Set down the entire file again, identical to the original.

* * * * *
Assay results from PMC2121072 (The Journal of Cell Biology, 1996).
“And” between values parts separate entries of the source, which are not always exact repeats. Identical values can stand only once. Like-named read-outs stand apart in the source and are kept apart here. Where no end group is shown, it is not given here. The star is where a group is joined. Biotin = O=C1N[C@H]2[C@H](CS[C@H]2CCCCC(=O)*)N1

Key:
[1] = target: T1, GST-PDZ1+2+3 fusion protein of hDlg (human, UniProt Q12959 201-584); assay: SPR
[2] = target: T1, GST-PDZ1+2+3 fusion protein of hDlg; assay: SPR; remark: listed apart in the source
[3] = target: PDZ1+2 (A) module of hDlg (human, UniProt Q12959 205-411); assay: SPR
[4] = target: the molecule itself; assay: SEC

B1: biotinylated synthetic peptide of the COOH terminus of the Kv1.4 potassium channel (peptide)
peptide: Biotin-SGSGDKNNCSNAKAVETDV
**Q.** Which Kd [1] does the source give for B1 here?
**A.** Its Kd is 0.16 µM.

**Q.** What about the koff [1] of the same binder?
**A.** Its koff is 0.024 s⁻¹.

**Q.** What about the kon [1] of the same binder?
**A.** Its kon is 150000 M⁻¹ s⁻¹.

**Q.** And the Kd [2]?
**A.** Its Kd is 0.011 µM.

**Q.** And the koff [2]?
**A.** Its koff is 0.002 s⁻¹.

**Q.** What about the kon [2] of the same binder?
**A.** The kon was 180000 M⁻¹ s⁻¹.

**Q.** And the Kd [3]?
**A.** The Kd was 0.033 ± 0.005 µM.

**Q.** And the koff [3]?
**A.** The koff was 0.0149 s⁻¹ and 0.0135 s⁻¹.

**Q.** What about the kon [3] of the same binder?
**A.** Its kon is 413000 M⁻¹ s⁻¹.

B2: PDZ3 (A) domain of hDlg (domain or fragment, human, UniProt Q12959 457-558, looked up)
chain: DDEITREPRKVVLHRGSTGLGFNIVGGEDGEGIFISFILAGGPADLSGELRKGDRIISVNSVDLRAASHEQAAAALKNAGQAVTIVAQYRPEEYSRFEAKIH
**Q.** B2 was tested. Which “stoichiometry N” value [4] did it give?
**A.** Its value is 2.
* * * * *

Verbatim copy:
Assay results from PMC2121072 (The Journal of Cell Biology, 1996).
“And” between values parts separate entries of the source, which are not always exact repeats. Identical values can stand only once. Like-named read-outs stand apart in the source and are kept apart here. Where no end group is shown, it is not given here. The star is where a group is joined. Biotin = O=C1N[C@H]2[C@H](CS[C@H]2CCCCC(=O)*)N1

Key:
[1] = target: T1, GST-PDZ1+2+3 fusion protein of hDlg (human, UniProt Q12959 201-584); assay: SPR
[2] = target: T1, GST-PDZ1+2+3 fusion protein of hDlg; assay: SPR; remark: listed apart in the source
[3] = target: PDZ1+2 (A) module of hDlg (human, UniProt Q12959 205-411); assay: SPR
[4] = target: the molecule itself; assay: SEC

B1: biotinylated synthetic peptide of the COOH terminus of the Kv1.4 potassium channel (peptide)
peptide: Biotin-SGSGDKNNCSNAKAVETDV
**Q.** Which Kd [1] does the source give for B1 here?
**A.** Its Kd is 0.16 µM.

**Q.** What about the koff [1] of the same binder?
**A.** Its koff is 0.024 s⁻¹.

**Q.** What about the kon [1] of the same binder?
**A.** Its kon is 150000 M⁻¹ s⁻¹.

**Q.** And the Kd [2]?
**A.** Its Kd is 0.011 µM.

**Q.** And the koff [2]?
**A.** Its koff is 0.002 s⁻¹.

**Q.** What about the kon [2] of the same binder?
**A.** The kon was 180000 M⁻¹ s⁻¹.

**Q.** And the Kd [3]?
**A.** The Kd was 0.033 ± 0.005 µM.

**Q.** And the koff [3]?
**A.** The koff was 0.0149 s⁻¹ and 0.0135 s⁻¹.

**Q.** What about the kon [3] of the same binder?
**A.** Its kon is 413000 M⁻¹ s⁻¹.

B2: PDZ3 (A) domain of hDlg (domain or fragment, human, UniProt Q12959 457-558, looked up)
chain: DDEITREPRKVVLHRGSTGLGFNIVGGEDGEGIFISFILAGGPADLSGELRKGDRIISVNSVDLRAASHEQAAAALKNAGQAVTIVAQYRPEEYSRFEAKIH
**Q.** B2 was tested. Which “stoichiometry N” value [4] did it give?
**A.** Its value is 2.